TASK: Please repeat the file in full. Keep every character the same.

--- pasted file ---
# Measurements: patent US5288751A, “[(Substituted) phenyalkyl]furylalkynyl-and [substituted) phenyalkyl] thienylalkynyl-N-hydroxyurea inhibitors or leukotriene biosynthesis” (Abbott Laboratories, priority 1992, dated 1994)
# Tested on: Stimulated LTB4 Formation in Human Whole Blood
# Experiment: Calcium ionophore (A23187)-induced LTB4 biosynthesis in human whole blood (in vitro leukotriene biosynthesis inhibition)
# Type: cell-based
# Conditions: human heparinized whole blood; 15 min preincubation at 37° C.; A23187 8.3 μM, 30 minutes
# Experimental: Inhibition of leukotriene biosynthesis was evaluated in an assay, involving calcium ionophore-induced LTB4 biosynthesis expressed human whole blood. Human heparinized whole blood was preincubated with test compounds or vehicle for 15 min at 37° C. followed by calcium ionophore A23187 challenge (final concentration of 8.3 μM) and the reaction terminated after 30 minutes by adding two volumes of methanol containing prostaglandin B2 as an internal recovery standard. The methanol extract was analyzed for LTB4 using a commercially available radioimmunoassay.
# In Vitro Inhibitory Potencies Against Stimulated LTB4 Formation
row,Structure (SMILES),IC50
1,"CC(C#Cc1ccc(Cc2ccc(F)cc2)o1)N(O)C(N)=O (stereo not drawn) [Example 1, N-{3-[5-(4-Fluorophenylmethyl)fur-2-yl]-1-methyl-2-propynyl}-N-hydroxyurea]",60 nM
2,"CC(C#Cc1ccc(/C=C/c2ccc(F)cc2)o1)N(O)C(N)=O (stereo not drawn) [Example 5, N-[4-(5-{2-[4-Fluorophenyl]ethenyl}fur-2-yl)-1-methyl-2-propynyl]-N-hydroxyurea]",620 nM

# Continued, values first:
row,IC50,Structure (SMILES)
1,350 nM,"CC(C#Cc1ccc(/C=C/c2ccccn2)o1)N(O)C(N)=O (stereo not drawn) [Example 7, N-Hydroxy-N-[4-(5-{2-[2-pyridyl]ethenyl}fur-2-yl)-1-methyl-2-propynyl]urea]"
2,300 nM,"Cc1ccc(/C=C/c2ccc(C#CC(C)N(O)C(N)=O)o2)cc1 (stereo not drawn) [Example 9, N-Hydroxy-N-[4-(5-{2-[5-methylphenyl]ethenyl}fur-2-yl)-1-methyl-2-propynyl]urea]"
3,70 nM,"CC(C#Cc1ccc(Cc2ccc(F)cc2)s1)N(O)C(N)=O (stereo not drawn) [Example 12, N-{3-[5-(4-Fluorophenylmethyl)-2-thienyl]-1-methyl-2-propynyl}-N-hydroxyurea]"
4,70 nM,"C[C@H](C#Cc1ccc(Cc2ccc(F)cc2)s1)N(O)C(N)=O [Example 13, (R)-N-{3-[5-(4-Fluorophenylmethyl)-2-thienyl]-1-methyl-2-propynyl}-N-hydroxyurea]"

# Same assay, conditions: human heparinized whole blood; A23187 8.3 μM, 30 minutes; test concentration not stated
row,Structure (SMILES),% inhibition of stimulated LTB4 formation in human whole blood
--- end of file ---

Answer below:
# Measurements: patent US5288751A, “[(Substituted) phenyalkyl]furylalkynyl-and [substituted) phenyalkyl] thienylalkynyl-N-hydroxyurea inhibitors or leukotriene biosynthesis” (Abbott Laboratories, priority 1992, dated 1994)
# Tested on: Stimulated LTB4 Formation in Human Whole Blood
# Experiment: Calcium ionophore (A23187)-induced LTB4 biosynthesis in human whole blood (in vitro leukotriene biosynthesis inhibition)
# Type: cell-based
# Conditions: human heparinized whole blood; 15 min preincubation at 37° C.; A23187 8.3 μM, 30 minutes
# Experimental: Inhibition of leukotriene biosynthesis was evaluated in an assay, involving calcium ionophore-induced LTB4 biosynthesis expressed human whole blood. Human heparinized whole blood was preincubated with test compounds or vehicle for 15 min at 37° C. followed by calcium ionophore A23187 challenge (final concentration of 8.3 μM) and the reaction terminated after 30 minutes by adding two volumes of methanol containing prostaglandin B2 as an internal recovery standard. The methanol extract was analyzed for LTB4 using a commercially available radioimmunoassay.
# In Vitro Inhibitory Potencies Against Stimulated LTB4 Formation
row,Structure (SMILES),IC50
1,"CC(C#Cc1ccc(Cc2ccc(F)cc2)o1)N(O)C(N)=O (stereo not drawn) [Example 1, N-{3-[5-(4-Fluorophenylmethyl)fur-2-yl]-1-methyl-2-propynyl}-N-hydroxyurea]",60 nM
2,"CC(C#Cc1ccc(/C=C/c2ccc(F)cc2)o1)N(O)C(N)=O (stereo not drawn) [Example 5, N-[4-(5-{2-[4-Fluorophenyl]ethenyl}fur-2-yl)-1-methyl-2-propynyl]-N-hydroxyurea]",620 nM

# Continued, values first:
row,IC50,Structure (SMILES)
1,350 nM,"CC(C#Cc1ccc(/C=C/c2ccccn2)o1)N(O)C(N)=O (stereo not drawn) [Example 7, N-Hydroxy-N-[4-(5-{2-[2-pyridyl]ethenyl}fur-2-yl)-1-methyl-2-propynyl]urea]"
2,300 nM,"Cc1ccc(/C=C/c2ccc(C#CC(C)N(O)C(N)=O)o2)cc1 (stereo not drawn) [Example 9, N-Hydroxy-N-[4-(5-{2-[5-methylphenyl]ethenyl}fur-2-yl)-1-methyl-2-propynyl]urea]"
3,70 nM,"CC(C#Cc1ccc(Cc2ccc(F)cc2)s1)N(O)C(N)=O (stereo not drawn) [Example 12, N-{3-[5-(4-Fluorophenylmethyl)-2-thienyl]-1-methyl-2-propynyl}-N-hydroxyurea]"
4,70 nM,"C[C@H](C#Cc1ccc(Cc2ccc(F)cc2)s1)N(O)C(N)=O [Example 13, (R)-N-{3-[5-(4-Fluorophenylmethyl)-2-thienyl]-1-methyl-2-propynyl}-N-hydroxyurea]"

# Same assay, conditions: human heparinized whole blood; A23187 8.3 μM, 30 minutes; test concentration not stated
row,Structure (SMILES),% inhibition of stimulated LTB4 formation in human whole blood